However, this does leave the future Lotus GP in a bit of a conundrum, with three drivers to fill two spaces. Romain Grosjean, the GP2 champion, is likely to take one of those seats. The remainder will be fought over by Petrov and Senna. Though Petrov has a contract for next year, Senna also brings good sponsorship and is in negotiations with the team. Having a Senna in a black and gold Lotus is obviously a very attractive option.

Meanwhile, F2 driver Alex Brundle will be taking part in the 24 Hours of Le Mans next season along with his father Martin. The endurance race does not fall on an F1 weekend this year, meaning that whether or not Brundle Sr is working for Sky or the BBC, he will still be able to race that weekend.

The GP3 teams have been testing in Valencia today. At midday of day one, Daniel Abt was fastest followed by Niederhauser, Guerin, Daly, Laine, Stockinger, Ellinas, Stevens, Zimin and Blomqvist.

2010 Brazil GP polesitter gets to drive in FP1

2010 Brazilian Grand Prix polesitter Nico Hulkenberg hasn’t raced an F1 car since Abu Dhabi last year, when Williams booted him off the team in favour of Pastor Maldonado and his Venezuelan sponsorship. After the British team’s poor performance this season, I expect he’s glad he made the change to Force India test driver. F1 returns to Brazil next weekend, and though Nico is still in want of a race seat he will be taking part, replacing Adrian Sutil for FP1. While it’s a shame he won’t be in the car for any longer than that, hopefully next year he will be a full-blown Force India race driver.
Luiz Razia will also be driving in FP1. It will be the first time the GP2 driver has driven an F1 car at his home track, and he is looking forward to it. He took part in the young driver test for Team Lotus, and previously drove the car on-track in first practice in China. He was only able to complete twelve laps.
For Toro Rosso, Jean-Eric Vergne will be stepping into Sebastien Buemi’s car once again. The French driver did brilliantly in the young driver tests, finishing fastest every day. Also, I believe Romain Grosjean is going to be in one of the Renaults.

Renault’s lineup for 2012 seems to be coming down to three drivers: Bruno Senna, Vitaly Petrov and Romain Grosjean. GP2 champion Grosjean is likely to get the drive, leaving a fierce battle between Senna and Petrov. According to Senna’s mother (and sister of Ayrton) Viviane, Bruno is also negotiating a deal for 2012.

Speaking of Senna, the documentary “Senna” has been passed over by the Academy of Motion Picture Arts and Sciences in their Oscar nominations. Despite being widely regarded as one of the best documentaries of 2011 (how many documentaries get shown in so many cinemas for such a long period of time?), it has been left out along with several other good documentaries. It is very disappointing. But Senna doesn’t need an Oscar for us to know how amazing it is. And if you haven’t already, please watch it.

Petrov’s career in jeopardy!

In 2010, GP2 runner-up Vitaly Petrov became the first-ever Russian F1 driver. He started slowly, retiring from his first three races before finishing seventh in China. His next points finish wasn’t until Germany, when he finished tenth, then in Hungary he managed a great fifth-place finish (helped by retirements from Hamilton and his teammate Robert Kubica). Of course, next to Kubica he was never going to look brilliant. He beat the pole in qualifying only twice: in Hungary, and at the final round in Abu Dhabi. It was on merit each time, as Kubica qualified just behind him on both occasions. Petrov’s highest moment came in Abu Dhabi, when for almost the entire Grand Prix he held off former Renault driver Fernando Alonso and prevented the Spaniard from achieving his third world championship.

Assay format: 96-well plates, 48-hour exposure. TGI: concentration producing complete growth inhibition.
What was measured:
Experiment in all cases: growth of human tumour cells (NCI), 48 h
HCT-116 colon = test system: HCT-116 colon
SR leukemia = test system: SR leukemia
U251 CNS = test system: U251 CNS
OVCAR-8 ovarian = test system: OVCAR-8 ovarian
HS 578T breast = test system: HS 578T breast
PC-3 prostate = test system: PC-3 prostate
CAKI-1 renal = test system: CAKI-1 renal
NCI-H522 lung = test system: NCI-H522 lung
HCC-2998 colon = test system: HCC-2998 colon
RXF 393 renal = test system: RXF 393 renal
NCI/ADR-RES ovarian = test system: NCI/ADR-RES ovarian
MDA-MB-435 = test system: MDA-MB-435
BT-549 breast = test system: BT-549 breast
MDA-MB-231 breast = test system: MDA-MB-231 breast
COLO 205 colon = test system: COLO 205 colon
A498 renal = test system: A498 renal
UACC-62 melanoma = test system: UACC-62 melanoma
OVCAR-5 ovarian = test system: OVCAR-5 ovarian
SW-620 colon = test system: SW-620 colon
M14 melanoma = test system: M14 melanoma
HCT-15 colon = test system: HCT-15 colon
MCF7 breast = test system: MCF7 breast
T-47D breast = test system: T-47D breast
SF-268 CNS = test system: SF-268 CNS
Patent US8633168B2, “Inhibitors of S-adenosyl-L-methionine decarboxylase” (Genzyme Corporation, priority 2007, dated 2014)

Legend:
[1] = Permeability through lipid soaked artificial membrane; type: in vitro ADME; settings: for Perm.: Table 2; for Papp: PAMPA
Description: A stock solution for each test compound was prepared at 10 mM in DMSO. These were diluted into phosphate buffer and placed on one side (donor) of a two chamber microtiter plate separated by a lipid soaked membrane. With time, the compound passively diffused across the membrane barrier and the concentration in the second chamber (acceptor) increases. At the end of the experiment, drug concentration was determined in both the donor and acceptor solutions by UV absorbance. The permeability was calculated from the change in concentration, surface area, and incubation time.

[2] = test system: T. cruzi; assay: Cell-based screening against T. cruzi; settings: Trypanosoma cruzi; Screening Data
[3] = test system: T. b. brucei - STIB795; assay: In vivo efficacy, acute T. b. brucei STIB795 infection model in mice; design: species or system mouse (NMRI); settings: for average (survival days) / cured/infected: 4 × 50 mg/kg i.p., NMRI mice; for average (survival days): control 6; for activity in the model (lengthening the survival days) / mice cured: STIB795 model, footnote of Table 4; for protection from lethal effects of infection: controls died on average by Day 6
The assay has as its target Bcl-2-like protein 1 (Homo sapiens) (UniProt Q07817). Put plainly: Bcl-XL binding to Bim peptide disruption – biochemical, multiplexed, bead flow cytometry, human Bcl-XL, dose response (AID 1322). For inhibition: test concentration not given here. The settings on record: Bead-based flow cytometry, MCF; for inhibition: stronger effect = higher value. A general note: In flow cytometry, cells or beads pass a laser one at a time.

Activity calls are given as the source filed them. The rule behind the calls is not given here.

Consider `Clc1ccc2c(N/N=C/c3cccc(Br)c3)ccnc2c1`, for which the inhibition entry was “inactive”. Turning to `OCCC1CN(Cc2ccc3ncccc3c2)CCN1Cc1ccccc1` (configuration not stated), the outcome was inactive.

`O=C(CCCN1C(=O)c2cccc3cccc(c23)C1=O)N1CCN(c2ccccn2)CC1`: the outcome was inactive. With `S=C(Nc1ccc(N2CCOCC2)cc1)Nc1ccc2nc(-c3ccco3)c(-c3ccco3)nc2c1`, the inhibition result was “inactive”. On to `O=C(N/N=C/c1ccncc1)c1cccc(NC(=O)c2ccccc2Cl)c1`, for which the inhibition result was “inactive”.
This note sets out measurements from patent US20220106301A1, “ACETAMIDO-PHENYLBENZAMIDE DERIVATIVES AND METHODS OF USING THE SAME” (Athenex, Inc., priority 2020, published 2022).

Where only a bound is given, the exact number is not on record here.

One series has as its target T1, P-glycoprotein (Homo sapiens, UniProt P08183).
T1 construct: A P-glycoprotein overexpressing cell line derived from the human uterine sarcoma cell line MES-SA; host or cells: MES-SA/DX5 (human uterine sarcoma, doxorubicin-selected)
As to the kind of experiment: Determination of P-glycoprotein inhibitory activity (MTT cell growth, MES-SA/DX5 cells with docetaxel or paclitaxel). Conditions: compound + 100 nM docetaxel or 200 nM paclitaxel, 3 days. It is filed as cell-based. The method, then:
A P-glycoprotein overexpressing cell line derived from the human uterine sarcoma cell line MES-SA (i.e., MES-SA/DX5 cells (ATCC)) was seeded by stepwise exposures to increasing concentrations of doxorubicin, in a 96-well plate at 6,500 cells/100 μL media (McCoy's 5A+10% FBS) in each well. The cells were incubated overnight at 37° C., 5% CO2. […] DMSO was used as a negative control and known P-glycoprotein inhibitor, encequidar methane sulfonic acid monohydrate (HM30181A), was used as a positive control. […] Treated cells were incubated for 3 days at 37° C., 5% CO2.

Renault had high hopes for 2011, with a radical forward-facing exhaust system. After the first two races, it seemed to be a fantastic move: Petrov took his first podium in Australia (and finishing ahead of Alonso as well!), and Nick Heidfeld took third place in Malaysia. Could Renault challenge for fourth in the championship?
Petrov took Renault’s only points in China, finishing ninth, while it was another double-pointer in Turkey. Yet the Renaults had already dropped back from their initial brilliance. Canada brought the Russian ten points for fourth, but since then he has only had three points finishes. He also hasn’t been able to consistently beat Bruno Senna, who spent all of 2010 in an HRT.
What with the two big fires from Nick Heidfeld and the struggle to score over the past races (Senna was even being caught by Kovalainen at the end of both the Singapore and Abu Dhabi GPs) something has drastically gone wrong at Renault.
When interviewed by Russian media recently, Petrov decided to make it clear how he felt. He’s put his career on the line by crticising the team. It’s no surprise that he wants to do better than he has been, especially since he has been so much better as a driver in 2011. The Russian has beaten his teamate in qualifying 11 times out of 18, though only 3 out of 7 against Senna. And I wonder, with so many drivers willing to drive for Renault in 2012, whether or not this marks the curtain call for Petrov’s Renault/Lotus career, or even his F1 career…

To find out more, go to Autosport.

F1 report – Abu Dhabi

Sunday was a bad day for Sebastian Vettel. First he had trouble with his hire car when entering the circuit – specifically, locking it! And when he began the race, he made it less than two corners before getting a puncture. Lewis Hamilton cannot have believed his luck as he saw the Red Bull spin off. Though Vettel made it back to the pits, he had damaged his suspension too much to continue.